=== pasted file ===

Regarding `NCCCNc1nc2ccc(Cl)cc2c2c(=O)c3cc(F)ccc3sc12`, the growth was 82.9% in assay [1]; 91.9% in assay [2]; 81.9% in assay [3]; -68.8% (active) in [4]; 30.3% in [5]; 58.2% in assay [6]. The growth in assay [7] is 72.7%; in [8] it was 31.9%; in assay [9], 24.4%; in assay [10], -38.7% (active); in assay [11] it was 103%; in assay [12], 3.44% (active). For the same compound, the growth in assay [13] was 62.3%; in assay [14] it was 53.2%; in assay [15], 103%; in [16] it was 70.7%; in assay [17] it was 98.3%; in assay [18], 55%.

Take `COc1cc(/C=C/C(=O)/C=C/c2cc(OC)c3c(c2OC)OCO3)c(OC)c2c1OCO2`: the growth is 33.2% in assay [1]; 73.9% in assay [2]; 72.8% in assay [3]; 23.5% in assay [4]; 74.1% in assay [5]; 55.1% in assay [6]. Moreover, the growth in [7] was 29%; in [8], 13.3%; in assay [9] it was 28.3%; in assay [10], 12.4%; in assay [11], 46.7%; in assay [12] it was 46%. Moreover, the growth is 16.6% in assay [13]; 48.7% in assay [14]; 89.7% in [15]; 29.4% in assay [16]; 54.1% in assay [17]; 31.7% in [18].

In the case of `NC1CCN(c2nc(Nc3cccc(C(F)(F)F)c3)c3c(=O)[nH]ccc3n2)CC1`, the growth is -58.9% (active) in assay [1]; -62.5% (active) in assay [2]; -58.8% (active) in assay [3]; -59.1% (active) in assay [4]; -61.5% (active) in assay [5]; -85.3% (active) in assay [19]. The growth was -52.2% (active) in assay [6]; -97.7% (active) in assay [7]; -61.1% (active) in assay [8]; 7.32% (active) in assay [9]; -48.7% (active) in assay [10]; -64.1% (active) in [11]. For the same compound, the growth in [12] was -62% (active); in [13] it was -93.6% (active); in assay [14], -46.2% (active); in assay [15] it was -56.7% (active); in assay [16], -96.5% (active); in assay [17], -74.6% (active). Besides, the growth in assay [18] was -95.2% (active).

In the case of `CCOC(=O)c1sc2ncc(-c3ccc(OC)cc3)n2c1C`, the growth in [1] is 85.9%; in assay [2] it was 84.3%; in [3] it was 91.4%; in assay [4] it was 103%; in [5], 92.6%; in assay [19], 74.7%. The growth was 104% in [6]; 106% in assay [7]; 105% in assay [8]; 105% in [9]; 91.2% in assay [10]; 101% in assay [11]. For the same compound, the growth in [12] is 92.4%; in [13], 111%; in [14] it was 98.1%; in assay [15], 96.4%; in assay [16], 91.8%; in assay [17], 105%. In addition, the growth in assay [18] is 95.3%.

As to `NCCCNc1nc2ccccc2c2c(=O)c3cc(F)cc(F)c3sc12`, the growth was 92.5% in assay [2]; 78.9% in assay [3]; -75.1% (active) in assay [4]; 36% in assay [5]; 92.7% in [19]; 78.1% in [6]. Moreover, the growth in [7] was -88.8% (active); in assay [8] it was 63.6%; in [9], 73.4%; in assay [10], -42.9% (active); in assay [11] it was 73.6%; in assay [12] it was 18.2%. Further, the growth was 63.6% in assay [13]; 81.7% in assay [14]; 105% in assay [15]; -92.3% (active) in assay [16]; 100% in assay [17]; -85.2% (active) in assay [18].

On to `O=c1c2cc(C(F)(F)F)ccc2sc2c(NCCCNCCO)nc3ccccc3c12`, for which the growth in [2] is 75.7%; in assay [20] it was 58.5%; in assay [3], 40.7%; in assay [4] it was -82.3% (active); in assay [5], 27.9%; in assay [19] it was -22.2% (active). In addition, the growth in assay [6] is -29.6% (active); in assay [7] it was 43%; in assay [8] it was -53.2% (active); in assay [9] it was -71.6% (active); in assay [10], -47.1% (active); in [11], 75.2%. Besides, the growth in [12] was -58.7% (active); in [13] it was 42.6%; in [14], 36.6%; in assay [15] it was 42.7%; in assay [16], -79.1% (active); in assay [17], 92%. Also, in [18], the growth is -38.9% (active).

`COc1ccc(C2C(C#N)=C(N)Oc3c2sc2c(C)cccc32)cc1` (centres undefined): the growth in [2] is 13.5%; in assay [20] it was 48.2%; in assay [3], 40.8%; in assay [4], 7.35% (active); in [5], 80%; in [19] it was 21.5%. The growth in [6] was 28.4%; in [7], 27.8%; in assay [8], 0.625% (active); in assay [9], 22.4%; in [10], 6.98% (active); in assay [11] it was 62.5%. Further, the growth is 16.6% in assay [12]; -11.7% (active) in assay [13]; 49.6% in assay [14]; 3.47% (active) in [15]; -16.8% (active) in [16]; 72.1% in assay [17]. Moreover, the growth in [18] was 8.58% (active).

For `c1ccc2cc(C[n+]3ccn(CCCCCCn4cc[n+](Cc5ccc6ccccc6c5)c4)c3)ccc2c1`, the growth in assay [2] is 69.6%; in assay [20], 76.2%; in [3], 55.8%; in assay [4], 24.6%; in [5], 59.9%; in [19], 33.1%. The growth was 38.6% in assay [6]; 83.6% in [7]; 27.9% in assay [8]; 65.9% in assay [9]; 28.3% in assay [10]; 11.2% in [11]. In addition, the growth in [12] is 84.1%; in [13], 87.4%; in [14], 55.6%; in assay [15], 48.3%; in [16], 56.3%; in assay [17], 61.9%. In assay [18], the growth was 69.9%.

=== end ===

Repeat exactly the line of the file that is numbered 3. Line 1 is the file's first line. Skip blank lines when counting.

In the case of `NC1CCN(c2nc(Nc3cccc(C(F)(F)F)c3)c3c(=O)[nH]ccc3n2)CC1`, the growth is -58.9% (active) in assay [1]; -62.5% (active) in assay [2]; -58.8% (active) in assay [3]; -59.1% (active) in assay [4]; -61.5% (active) in assay [5]; -85.3% (active) in assay [19]. The growth was -52.2% (active) in assay [6]; -97.7% (active) in assay [7]; -61.1% (active) in assay [8]; 7.32% (active) in assay [9]; -48.7% (active) in assay [10]; -64.1% (active) in [11]. For the same compound, the growth in [12] was -62% (active); in [13] it was -93.6% (active); in assay [14], -46.2% (active); in assay [15] it was -56.7% (active); in assay [16], -96.5% (active); in assay [17], -74.6% (active). Besides, the growth in assay [18] was -95.2% (active).